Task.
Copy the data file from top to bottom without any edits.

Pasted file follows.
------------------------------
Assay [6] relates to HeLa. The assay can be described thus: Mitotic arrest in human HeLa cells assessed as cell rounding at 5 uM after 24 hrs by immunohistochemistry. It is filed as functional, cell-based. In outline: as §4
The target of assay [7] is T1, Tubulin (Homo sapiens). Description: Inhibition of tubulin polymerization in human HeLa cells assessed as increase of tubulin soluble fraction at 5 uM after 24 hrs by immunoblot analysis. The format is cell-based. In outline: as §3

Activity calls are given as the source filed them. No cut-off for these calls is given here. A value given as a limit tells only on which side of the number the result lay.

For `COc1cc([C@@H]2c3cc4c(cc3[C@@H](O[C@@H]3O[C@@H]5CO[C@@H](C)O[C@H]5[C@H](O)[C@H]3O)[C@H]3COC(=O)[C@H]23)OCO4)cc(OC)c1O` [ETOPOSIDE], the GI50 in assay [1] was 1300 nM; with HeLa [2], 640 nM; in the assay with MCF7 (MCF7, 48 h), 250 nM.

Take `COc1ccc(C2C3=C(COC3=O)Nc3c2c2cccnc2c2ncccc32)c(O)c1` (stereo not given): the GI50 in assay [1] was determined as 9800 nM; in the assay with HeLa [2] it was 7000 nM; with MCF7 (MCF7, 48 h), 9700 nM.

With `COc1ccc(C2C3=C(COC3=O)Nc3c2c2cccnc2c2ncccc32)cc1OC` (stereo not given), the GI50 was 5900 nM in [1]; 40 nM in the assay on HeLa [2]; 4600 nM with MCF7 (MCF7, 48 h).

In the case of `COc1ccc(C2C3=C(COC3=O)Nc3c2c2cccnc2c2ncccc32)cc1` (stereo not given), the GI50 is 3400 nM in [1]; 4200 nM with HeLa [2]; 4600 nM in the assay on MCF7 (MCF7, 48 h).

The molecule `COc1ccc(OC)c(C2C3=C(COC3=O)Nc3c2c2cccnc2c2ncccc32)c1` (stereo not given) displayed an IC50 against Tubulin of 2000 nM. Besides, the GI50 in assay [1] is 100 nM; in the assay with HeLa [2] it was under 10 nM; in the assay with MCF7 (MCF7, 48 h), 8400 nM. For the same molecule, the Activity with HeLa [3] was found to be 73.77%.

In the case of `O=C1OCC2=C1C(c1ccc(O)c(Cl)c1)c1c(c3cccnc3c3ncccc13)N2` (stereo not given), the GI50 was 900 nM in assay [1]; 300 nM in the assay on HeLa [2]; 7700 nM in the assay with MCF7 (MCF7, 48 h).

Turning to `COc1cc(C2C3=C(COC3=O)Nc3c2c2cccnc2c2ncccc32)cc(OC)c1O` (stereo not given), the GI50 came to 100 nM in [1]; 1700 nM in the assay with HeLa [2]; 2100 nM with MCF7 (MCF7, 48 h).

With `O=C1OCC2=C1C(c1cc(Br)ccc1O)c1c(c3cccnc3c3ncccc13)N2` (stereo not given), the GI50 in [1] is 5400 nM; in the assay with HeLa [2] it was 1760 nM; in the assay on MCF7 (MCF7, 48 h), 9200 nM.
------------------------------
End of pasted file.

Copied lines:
Assay [6] relates to HeLa. The assay can be described thus: Mitotic arrest in human HeLa cells assessed as cell rounding at 5 uM after 24 hrs by immunohistochemistry. It is filed as functional, cell-based. In outline: as §4
The target of assay [7] is T1, Tubulin (Homo sapiens). Description: Inhibition of tubulin polymerization in human HeLa cells assessed as increase of tubulin soluble fraction at 5 uM after 24 hrs by immunoblot analysis. The format is cell-based. In outline: as §3

Activity calls are given as the source filed them. No cut-off for these calls is given here. A value given as a limit tells only on which side of the number the result lay.

For `COc1cc([C@@H]2c3cc4c(cc3[C@@H](O[C@@H]3O[C@@H]5CO[C@@H](C)O[C@H]5[C@H](O)[C@H]3O)[C@H]3COC(=O)[C@H]23)OCO4)cc(OC)c1O` [ETOPOSIDE], the GI50 in assay [1] was 1300 nM; with HeLa [2], 640 nM; in the assay with MCF7 (MCF7, 48 h), 250 nM.

Take `COc1ccc(C2C3=C(COC3=O)Nc3c2c2cccnc2c2ncccc32)c(O)c1` (stereo not given): the GI50 in assay [1] was determined as 9800 nM; in the assay with HeLa [2] it was 7000 nM; with MCF7 (MCF7, 48 h), 9700 nM.

With `COc1ccc(C2C3=C(COC3=O)Nc3c2c2cccnc2c2ncccc32)cc1OC` (stereo not given), the GI50 was 5900 nM in [1]; 40 nM in the assay on HeLa [2]; 4600 nM with MCF7 (MCF7, 48 h).

In the case of `COc1ccc(C2C3=C(COC3=O)Nc3c2c2cccnc2c2ncccc32)cc1` (stereo not given), the GI50 is 3400 nM in [1]; 4200 nM with HeLa [2]; 4600 nM in the assay on MCF7 (MCF7, 48 h).

The molecule `COc1ccc(OC)c(C2C3=C(COC3=O)Nc3c2c2cccnc2c2ncccc32)c1` (stereo not given) displayed an IC50 against Tubulin of 2000 nM. Besides, the GI50 in assay [1] is 100 nM; in the assay with HeLa [2] it was under 10 nM; in the assay with MCF7 (MCF7, 48 h), 8400 nM. For the same molecule, the Activity with HeLa [3] was found to be 73.77%.

In the case of `O=C1OCC2=C1C(c1ccc(O)c(Cl)c1)c1c(c3cccnc3c3ncccc13)N2` (stereo not given), the GI50 was 900 nM in assay [1]; 300 nM in the assay on HeLa [2]; 7700 nM in the assay with MCF7 (MCF7, 48 h).

Turning to `COc1cc(C2C3=C(COC3=O)Nc3c2c2cccnc2c2ncccc32)cc(OC)c1O` (stereo not given), the GI50 came to 100 nM in [1]; 1700 nM in the assay with HeLa [2]; 2100 nM with MCF7 (MCF7, 48 h).

With `O=C1OCC2=C1C(c1cc(Br)ccc1O)c1c(c3cccnc3c3ncccc13)N2` (stereo not given), the GI50 in [1] is 5400 nM; in the assay with HeLa [2] it was 1760 nM; in the assay on MCF7 (MCF7, 48 h), 9200 nM.